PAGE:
Recommended Reading / 19.

Monday, February 2, 2015

Every Monday, words to start the week. 


This week: Architecture for Dogs, a collection of 13 structures designed by well-known architects with specific canine breeds in mind. The sheep-like puff pictured above was the brainchild of Kazuyo Sejima (who designed New York's New Museum), and is meant to mirror the bichon frise, "with its fascinating fur, but one size larger." The dachshund's structure on the other hand, was designed by Tokyo's Atelier Bow-Wow to help short-legged dogs see eye-to-eye (literally) with their owners. Best of all, dog lovers can download blueprints to recreate each design at home (though beware: difficulty levels are high). Photos by Hiroshi Yoda.

Three more, just because:
-"Twitter-sized fiction." (Thanks, Bekka.)
-A haiku written by a very clever nine-year-old. (Thanks, Miss Moss.)
-My elementary school teachers would make us start a sentence over if we used the word "like" (as in, "she was like, I'm telling!"). But linguists say the word has become "one of our language's most popular methods of talking about talking" — and it's not going anywhere.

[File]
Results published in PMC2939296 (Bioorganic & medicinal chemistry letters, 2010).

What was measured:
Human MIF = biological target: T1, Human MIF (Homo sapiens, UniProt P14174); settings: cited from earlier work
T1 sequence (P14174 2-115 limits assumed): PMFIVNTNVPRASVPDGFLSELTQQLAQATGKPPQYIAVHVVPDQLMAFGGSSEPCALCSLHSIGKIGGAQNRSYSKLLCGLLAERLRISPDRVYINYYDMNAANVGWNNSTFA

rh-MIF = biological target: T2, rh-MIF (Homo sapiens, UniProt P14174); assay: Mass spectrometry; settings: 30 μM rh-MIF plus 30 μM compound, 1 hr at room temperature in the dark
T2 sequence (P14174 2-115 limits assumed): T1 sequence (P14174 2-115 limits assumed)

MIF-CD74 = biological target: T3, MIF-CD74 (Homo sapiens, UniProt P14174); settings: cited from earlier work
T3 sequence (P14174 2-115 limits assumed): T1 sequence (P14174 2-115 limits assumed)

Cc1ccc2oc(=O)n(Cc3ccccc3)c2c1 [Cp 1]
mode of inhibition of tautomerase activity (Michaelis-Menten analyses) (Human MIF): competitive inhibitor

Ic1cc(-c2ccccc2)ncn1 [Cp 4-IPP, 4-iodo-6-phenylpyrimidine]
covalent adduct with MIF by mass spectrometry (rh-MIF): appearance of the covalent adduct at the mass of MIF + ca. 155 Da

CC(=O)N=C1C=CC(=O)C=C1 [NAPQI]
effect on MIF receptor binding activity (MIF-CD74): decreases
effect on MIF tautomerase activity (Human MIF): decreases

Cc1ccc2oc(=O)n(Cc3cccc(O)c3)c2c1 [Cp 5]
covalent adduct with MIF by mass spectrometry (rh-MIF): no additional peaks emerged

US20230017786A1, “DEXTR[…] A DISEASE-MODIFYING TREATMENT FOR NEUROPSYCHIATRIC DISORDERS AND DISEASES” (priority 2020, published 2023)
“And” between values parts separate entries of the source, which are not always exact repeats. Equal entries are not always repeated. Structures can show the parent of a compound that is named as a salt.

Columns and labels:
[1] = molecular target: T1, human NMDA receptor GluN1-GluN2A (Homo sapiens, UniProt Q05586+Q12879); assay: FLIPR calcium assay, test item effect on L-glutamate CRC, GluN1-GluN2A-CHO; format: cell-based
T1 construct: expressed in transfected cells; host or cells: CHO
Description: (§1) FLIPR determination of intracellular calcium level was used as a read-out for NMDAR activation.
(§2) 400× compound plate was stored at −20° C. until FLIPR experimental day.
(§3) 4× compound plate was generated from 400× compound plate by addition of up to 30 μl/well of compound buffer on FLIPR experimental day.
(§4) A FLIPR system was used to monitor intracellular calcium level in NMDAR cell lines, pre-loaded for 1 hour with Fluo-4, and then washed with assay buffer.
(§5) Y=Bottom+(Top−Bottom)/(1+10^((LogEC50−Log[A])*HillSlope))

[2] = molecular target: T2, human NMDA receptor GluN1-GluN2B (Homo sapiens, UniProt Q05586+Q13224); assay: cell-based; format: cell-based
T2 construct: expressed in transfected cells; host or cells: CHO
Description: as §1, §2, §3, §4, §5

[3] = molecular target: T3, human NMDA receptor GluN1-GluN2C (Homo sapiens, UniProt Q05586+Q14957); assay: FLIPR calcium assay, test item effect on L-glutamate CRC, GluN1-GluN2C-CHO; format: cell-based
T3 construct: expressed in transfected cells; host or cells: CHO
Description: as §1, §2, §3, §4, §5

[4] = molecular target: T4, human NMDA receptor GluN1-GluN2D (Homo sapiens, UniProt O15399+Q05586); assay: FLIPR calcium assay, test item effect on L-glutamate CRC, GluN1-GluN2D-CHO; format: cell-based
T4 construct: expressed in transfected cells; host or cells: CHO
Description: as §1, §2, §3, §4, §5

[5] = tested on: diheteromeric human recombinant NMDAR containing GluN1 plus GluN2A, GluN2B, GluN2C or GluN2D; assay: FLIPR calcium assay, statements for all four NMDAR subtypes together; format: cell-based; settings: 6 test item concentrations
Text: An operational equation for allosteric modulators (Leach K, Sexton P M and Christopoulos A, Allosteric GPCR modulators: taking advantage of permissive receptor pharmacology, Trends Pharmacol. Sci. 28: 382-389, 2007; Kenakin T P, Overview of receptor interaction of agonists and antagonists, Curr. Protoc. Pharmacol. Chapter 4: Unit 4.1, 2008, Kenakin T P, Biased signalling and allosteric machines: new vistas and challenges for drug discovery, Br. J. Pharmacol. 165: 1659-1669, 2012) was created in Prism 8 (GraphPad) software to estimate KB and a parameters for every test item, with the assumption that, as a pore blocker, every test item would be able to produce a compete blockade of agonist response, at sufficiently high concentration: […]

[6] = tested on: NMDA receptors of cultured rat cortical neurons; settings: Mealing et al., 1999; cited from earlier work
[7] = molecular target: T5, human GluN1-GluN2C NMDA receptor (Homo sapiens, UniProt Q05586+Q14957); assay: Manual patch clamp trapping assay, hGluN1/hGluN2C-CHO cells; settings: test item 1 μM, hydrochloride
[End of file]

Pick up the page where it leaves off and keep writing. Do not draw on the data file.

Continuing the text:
Also, a couple of recent posts for Conde Nast Traveler: best books about Italy, and favorite under-the-radar bakeries in New York City. I'd love to visit this one.

More recommended reading, here. Have a happy Monday!

7 comments:

Kelly said...

That puff kills me!

Bekka said...

Oh hi!

burntfeather said...

I love that the considered that the small legged guys might want to be at our eye level :) Super sweet! That haiku is amazing, I have a haiku project underway (or at least in my head) so this is a nice sign to keep going with it :)

laura tj said...

the best distraction i've seen on internet today. it makes me happy.

Shoko said...

Bekka, hi!

Fee, will you share your project? I'd love to see it!

Laura, so happy to hear that :)

Anonymous said...

magnificent.

The Youngest said...

I read this and was like, "Like must be one of our favorite ways of talking about thinking, too."

Oh, and that haiku was delightful!

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